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Senior Journalist Chief Editor Daily Khabrain Zia Shahid have passed away in lahore

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Chief Editor Roznama Khabrain Zia Shahid has passed away.

The news was disclosed on Monday evening through an official Twitter post.

Reports say he was admitted to Shaikh Zayed Hospital two weeks ago. Zia has since been suffering from kidney disease, He died today on Monday night.

He worked in many newspapers in his career. Later, Zia Shahid launched the Khabrain Group of Newspaper. He was chief editor of the group.

Zia was renowned journalists, human rights activists who shared a lot of his talent in the Pakistani media industry.

Zia Shahid took over the family business which has traversed a unique trajectory to one of the top media houses in Pakistan.

The family’s progress essentially has been the progress of its patriarch Zia Shahid. His rise owes to the weakening of the government’s role and control in economic activities that started in the 1980s.

Coupled with an increase in literacy rates, this liberalization and deregulation resulted in an unprecedented expansion of the news media market in Pakistan.

By that time, he had gained huge editorial experience by working with some of the country’s most read newspapers, such as daily Jang and daily Nawa-i-Waqt.

More importantly, he had also established links with a large number of newly rich individuals who did not represent the old feudal and business elites but had made money through trade and such middle class professions as medicine, education and law.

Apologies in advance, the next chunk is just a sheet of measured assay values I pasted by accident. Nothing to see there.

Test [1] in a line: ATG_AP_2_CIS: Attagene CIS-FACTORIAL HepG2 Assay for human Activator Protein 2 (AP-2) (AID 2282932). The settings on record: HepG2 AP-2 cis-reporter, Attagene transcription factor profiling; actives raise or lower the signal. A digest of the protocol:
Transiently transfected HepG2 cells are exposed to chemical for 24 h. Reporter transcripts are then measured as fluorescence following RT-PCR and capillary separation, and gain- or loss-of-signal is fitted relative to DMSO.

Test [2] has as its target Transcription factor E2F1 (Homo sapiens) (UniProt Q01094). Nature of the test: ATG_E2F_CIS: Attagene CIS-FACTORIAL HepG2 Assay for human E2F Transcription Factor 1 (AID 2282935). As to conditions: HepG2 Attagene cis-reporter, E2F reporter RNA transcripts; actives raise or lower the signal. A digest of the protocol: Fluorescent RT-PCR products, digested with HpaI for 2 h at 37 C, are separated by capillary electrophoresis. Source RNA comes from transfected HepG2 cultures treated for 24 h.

In 1990, he convinced dozens of such individuals to pool in money for bringing out an Urdu language daily newspaper, from Lahore. After the newspaper came out, he started consolidating his control over its finances and management to the resentment of a majority of investors and other members of its editorial staff.

A dispute ensued and he had to leave daily Pakistan.

Soon afterwards, he came up with another innovative idea. He invited prospective reporters and newspaper distributors from across Pakistan to invest small amounts of money and become ‘members’ (read shareholders) in a new newspaper that he intended to bring out.

Some investors who had sided with him during the struggle for control of daily Pakistan also left that newspaper and joined his latest project.

This is how Liberty Papers Private Limited came about with more than 1500 owners. Many of them had invested as little as PKR 1000 in it. The company launched its first newspaper, an Urdu language daily, Khabrain, in 1992.

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